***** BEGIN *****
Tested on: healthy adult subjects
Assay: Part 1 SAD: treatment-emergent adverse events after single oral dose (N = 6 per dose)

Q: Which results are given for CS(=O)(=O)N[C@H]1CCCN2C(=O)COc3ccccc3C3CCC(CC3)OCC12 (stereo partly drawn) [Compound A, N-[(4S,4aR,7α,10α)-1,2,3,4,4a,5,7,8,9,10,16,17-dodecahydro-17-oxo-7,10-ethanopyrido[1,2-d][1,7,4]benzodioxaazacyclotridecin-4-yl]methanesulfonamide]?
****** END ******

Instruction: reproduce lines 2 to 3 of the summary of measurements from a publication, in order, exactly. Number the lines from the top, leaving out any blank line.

Assay: Part 1 SAD: treatment-emergent adverse events after single oral dose (N = 6 per dose)

Q: Which results are given for CS(=O)(=O)N[C@H]1CCCN2C(=O)COc3ccccc3C3CCC(CC3)OCC12 (stereo partly drawn) [Compound A, N-[(4S,4aR,7α,10α)-1,2,3,4,4a,5,7,8,9,10,16,17-dodecahydro-17-oxo-7,10-ethanopyrido[1,2-d][1,7,4]benzodioxaazacyclotridecin-4-yl]methanesulfonamide]?